The active investment management industry has earned itself a terrible name. Two thirds of all equity mutual funds in the US underperform the S&P 500. What is worse is that, as a group, investors in mutual funds underperform the funds themselves because of mistimed entries and exits. Fees on actively managed funds including entry and exit loads are high. Their fees have made asset management companies and their star investment managers rich while delivering mediocre performances for investors. One is reminded of the title of a popular book about Wall Street called “Where are the customers’ yachts?” When one looks at what is going on in the hedge fund industry, the situation is even more appalling. Hedge Funds on average have underperformed consistently and failed to deliver value despite charging egregiously high fees. No wonder then that there is a big backlash in the public pension space against allocations to hedge funds and a push toward passive investing at much lower costs.
Warren Buffett in his letters to investors calls people in the investment management industry “helpers” who are out to take the wealthy “Gotrocks” family for a ride. He recommends that investors should fire (i.e. redeem) all their active managers and instead allocate a fixed amount periodically to a low cost index fund like Vanguard that replicates the S&P 500 index. It seems like the investing public is listening. Over the previous ten years, assets under management in actively managed mutual funds have declined as investors have shifted assets to passive funds like Vanguard and Exchange Traded Funds (ETFs). Interestingly this has put into motion two negative self fulfilling cycles. As more money heads into passive strategies, index stocks outperform non index stocks leading to further underperformance and consequent redemptions from active management. Also, as active managers become more obsessed with tracking error and benchmark underperformance, they start closet indexing their portfolios to reflect pseudo-index funds. With interest rates near zero and flows into equity markets continuing unabated, it appears like investors have discovered a new alchemy in passive investing.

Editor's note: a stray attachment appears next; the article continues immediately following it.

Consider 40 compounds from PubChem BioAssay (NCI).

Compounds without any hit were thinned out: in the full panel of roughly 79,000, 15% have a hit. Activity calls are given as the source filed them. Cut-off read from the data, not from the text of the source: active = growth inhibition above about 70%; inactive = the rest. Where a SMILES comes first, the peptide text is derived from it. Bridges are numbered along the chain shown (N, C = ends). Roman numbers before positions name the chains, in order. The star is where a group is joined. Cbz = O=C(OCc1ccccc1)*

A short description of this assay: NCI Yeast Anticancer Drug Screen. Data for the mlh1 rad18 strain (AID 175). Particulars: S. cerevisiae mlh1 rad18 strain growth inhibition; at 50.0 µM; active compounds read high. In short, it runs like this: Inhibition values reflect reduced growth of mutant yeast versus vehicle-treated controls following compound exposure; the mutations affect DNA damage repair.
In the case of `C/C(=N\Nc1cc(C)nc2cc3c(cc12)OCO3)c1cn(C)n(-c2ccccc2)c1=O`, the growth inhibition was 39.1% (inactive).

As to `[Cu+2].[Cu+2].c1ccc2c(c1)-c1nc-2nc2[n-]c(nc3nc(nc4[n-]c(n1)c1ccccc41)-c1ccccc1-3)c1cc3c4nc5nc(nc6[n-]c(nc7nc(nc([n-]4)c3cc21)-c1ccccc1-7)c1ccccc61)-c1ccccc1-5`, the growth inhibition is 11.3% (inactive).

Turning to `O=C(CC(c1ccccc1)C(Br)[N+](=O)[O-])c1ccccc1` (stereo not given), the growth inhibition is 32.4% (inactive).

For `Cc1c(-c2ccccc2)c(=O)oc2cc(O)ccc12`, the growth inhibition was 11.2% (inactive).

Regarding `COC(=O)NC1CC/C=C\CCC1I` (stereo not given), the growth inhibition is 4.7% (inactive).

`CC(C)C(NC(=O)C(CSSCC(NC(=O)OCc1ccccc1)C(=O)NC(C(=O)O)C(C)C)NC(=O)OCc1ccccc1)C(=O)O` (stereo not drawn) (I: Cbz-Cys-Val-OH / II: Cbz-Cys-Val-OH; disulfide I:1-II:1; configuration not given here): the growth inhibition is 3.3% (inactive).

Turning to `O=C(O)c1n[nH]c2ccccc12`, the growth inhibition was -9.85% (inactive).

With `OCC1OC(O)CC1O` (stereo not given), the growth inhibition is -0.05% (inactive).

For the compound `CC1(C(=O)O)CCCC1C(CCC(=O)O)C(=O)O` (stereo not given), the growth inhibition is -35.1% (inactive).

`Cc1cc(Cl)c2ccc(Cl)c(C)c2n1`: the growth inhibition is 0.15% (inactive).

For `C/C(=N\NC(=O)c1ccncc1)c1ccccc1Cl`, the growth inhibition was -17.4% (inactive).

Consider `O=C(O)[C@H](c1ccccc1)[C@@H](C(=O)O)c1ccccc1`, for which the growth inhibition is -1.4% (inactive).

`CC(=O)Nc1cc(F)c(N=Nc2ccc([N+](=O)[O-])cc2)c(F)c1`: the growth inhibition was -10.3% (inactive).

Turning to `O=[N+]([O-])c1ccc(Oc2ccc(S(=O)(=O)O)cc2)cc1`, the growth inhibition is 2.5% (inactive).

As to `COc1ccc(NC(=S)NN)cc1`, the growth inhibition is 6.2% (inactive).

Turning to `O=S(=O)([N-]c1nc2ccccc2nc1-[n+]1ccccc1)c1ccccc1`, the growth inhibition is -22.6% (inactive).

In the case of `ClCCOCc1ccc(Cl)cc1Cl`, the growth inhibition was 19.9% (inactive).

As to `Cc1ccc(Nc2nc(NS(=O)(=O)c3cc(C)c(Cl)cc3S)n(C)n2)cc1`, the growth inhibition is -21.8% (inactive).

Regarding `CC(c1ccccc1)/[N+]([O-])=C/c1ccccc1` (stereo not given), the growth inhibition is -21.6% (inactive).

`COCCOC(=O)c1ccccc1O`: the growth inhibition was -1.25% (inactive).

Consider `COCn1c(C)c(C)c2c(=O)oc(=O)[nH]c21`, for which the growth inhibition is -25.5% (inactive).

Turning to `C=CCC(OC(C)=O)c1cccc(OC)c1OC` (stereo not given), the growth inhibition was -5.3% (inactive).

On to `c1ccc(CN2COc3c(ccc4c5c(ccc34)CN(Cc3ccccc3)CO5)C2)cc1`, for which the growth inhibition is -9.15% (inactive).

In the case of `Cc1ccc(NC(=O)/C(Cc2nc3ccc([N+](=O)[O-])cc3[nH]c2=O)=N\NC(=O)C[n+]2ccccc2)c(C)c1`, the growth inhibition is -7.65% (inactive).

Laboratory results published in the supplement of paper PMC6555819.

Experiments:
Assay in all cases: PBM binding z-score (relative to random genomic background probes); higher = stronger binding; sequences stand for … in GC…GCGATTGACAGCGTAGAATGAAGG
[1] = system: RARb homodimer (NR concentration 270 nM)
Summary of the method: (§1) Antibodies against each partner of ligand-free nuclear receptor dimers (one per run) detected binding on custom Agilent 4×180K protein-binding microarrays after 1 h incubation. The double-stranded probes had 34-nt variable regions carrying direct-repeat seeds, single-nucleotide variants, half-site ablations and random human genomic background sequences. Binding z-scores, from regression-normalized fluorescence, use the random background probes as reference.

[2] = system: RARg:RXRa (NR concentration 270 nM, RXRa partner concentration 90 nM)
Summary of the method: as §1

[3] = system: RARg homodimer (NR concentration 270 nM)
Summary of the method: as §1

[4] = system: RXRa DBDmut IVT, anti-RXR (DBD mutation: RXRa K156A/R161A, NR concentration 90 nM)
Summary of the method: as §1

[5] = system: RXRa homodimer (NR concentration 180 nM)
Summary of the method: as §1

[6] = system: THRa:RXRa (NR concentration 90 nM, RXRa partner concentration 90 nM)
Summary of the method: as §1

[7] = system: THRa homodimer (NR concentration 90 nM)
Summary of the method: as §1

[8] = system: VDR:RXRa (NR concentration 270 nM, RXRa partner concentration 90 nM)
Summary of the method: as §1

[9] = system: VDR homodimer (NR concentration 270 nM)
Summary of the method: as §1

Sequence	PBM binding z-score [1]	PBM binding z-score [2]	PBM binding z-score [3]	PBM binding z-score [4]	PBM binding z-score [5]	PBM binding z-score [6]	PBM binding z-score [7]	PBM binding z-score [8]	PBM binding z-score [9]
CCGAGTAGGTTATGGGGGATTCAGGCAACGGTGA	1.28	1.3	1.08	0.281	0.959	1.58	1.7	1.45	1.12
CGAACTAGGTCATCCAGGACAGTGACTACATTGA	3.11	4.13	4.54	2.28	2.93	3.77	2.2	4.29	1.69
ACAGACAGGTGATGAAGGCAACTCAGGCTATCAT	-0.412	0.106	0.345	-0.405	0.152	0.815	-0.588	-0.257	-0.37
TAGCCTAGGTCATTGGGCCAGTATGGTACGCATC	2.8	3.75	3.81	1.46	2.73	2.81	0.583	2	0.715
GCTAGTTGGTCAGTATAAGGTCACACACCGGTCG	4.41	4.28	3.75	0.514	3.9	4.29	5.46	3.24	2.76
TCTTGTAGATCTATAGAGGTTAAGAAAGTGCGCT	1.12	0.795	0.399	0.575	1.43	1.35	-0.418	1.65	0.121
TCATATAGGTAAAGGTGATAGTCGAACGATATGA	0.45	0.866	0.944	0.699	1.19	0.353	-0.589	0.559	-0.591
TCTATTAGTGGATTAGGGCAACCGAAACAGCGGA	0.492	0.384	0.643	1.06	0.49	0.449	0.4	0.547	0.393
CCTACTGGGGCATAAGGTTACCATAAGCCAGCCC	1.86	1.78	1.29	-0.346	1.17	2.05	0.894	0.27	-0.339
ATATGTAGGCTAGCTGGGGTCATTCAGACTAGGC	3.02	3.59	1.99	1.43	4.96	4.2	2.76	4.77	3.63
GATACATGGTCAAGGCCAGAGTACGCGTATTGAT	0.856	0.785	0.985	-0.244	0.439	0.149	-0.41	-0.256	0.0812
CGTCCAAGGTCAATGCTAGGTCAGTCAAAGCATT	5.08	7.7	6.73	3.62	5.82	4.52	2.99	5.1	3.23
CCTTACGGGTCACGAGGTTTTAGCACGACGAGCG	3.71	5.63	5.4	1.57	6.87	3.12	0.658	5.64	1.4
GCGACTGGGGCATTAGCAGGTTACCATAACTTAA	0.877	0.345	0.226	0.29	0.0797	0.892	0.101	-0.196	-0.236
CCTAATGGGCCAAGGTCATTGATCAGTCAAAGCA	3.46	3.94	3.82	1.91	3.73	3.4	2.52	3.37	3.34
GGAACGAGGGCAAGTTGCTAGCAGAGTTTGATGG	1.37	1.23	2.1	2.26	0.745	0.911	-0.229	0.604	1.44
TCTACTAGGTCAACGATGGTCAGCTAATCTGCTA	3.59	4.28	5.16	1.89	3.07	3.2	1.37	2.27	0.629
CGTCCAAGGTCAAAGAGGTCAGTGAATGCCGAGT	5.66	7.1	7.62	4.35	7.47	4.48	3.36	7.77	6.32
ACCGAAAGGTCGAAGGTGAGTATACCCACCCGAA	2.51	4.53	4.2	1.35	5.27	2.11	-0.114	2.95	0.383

It is important to stop for a moment and think about the staggering nature of the shift underway.This has very large consequences for investing and investors. If investing is all about flows and all about supply and demand of a particular security then the underlying and fundamentals do not matter. This would then be the anti-thesis of the fundamental value investing hypothesis proposed by Benjamin Graham that the market is a voting machine in the short term and a weighing machine in the long term.
If there is any truth to Benjamin Graham’s hypothesis, the weighing machine will eventually overpower the voting machine. Given the size and duration of the passive investment trend, it is inevitable that equity indices and their linked passive investors will endure very long periods of underperformance. On the other hand, disciplined active investors who know what they are doing (a dwindling lot) will likely outperform the consensus for an extended period.